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Ex ore innocentium

First line:
It is a thing most wonderful
composer
1944; S solo + SS tutti; dedicated to Sir Sydney H Nicholson
author of text

 
Written in 1944 and first sung in Durham Cathedral at an RSCM summer school, Ex ore innocentium (‘Out of the mouths of innocents’), a setting of Bishop Walsham How’s ‘It is a thing most wonderful’, takes the form of a through-composed, elegiac song which, on this rare occasion, Ireland chose to couch in the richer post-Romantic palette of his secular music. The structure of Ex ore innocentium is one of balance and beauty. The first verse, in E flat, is given to a solo treble (or semichorus), the second to the full chorus of trebles who, in the more melancholic vein of C minor, conclude on a questioning half-cadence. Contemplation of Christ’s agony (‘I sometimes think about the Cross’), signals a shift to the Neapolitan minor (E minor) and the first of two climactic passages underpinned by the more intense two-part texture of the boys’ voices. The first of these climaxes concludes in E major from which, through Ireland’s subtle conversion to an augmented sixth, the tonality is allowed to enter the darker world of D flat minor (‘But even could I see him die’). This, however, is but a passing shadow, for a series of sequences transports the vocal lines relentlessly to a second climax on top A flat (‘which, like a fire’) and the arrival of the dominant of E flat. Ireland’s handling of this harmonic ‘catastrophe’ and its appositeness to How’s words is masterly, as is the plaintive air of yearning in the transition to the reprise, typical of so many passages in his piano music and songs.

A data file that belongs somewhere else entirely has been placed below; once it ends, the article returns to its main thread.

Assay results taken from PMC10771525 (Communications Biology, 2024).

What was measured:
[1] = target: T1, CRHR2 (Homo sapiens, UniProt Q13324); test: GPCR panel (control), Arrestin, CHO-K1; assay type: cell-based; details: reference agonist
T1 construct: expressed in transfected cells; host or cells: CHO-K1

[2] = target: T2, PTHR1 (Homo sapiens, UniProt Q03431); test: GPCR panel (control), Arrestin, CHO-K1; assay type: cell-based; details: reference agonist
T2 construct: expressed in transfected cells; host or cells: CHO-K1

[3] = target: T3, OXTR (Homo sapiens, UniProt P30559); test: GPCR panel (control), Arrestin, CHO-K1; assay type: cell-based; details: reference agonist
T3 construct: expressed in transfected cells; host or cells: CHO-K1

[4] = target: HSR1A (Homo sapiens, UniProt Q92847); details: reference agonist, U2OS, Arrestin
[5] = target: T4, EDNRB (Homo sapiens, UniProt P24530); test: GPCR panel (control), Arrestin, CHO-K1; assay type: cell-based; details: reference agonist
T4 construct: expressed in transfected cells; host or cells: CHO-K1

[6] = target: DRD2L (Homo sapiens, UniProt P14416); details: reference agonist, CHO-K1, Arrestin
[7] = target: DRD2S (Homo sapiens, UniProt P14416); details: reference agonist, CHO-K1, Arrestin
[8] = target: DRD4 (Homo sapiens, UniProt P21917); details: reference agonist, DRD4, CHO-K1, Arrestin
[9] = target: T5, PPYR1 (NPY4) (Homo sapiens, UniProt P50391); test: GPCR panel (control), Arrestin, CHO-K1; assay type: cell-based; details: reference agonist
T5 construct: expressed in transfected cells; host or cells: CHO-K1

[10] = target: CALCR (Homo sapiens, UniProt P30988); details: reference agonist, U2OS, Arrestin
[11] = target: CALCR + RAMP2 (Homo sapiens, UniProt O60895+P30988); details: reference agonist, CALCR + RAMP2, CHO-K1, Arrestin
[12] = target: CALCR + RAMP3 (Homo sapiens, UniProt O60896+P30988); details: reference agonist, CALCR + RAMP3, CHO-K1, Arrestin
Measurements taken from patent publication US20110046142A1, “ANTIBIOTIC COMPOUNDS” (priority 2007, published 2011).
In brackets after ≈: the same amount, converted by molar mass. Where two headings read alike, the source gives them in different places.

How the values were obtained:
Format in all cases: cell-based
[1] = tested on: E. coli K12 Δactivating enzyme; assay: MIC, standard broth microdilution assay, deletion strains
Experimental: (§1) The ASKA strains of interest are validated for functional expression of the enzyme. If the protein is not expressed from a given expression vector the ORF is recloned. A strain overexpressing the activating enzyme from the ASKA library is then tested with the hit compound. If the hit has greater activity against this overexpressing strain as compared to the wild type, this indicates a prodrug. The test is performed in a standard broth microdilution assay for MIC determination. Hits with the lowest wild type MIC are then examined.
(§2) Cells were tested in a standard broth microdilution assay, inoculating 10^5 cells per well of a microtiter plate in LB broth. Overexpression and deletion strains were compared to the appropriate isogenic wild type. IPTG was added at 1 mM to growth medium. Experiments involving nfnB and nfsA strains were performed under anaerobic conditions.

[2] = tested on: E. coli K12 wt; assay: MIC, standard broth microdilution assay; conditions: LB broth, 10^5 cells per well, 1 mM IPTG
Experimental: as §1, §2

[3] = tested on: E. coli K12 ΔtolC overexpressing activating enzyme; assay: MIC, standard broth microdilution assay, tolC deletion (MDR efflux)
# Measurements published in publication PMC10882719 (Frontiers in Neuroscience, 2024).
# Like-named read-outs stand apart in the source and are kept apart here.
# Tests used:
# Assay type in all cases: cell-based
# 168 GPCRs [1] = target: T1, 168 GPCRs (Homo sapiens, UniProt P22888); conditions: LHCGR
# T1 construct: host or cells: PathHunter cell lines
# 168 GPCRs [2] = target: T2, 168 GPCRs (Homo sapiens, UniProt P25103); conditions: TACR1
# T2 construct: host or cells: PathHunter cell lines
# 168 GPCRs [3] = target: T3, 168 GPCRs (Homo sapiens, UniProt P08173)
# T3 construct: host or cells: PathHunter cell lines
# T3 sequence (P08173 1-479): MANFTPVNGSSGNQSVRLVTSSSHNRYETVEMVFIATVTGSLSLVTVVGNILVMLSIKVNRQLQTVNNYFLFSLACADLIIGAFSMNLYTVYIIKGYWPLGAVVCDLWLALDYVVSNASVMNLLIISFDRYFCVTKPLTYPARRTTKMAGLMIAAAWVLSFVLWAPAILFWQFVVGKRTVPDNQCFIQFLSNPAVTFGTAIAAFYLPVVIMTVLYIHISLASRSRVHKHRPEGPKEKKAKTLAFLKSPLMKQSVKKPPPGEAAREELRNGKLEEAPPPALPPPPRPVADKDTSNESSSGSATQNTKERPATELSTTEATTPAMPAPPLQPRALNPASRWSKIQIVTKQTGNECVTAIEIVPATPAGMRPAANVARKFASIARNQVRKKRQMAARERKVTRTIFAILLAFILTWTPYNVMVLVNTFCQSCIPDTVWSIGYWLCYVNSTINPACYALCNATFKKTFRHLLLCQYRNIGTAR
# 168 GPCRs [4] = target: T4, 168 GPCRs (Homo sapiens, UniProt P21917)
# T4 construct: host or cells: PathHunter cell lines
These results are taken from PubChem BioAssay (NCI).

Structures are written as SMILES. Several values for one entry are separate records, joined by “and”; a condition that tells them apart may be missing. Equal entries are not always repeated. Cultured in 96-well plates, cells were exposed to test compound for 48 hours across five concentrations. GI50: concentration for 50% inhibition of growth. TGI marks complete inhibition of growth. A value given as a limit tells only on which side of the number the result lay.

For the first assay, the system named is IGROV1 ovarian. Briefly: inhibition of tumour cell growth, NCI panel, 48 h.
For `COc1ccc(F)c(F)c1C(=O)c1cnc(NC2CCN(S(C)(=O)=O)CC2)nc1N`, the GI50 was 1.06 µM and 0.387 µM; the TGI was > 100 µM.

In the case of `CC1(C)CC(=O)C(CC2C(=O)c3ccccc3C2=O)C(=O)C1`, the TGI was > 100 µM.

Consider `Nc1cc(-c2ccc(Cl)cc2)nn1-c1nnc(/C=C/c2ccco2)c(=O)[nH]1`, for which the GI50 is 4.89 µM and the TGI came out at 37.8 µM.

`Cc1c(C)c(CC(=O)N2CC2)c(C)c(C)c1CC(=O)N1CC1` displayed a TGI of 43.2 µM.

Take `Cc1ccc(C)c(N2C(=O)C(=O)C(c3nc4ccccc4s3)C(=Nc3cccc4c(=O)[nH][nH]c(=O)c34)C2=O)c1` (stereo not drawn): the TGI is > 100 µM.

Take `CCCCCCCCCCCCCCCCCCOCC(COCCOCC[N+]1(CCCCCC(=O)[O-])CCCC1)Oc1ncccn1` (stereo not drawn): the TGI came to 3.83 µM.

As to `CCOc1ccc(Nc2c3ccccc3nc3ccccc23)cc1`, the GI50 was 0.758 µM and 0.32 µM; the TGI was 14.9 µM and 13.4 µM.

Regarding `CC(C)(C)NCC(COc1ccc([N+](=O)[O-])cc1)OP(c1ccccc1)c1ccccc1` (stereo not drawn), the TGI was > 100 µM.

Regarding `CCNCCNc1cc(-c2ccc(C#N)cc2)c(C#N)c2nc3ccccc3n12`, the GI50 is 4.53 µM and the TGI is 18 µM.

from notes by Jeremy Dibble © 2017

Recordings

Allegri: Miserere
Studio Master: SIGCD085Download onlyStudio Master FLAC & ALAC downloads available
Finzi, Bax & Ireland: Choral Music
Studio Master: CDA68167Studio Master FLAC & ALAC downloads available

Details

Track 10 on CDA68167 [3'44]
Track 2 on SIGCD085 [4'05] Download only

Track-specific metadata

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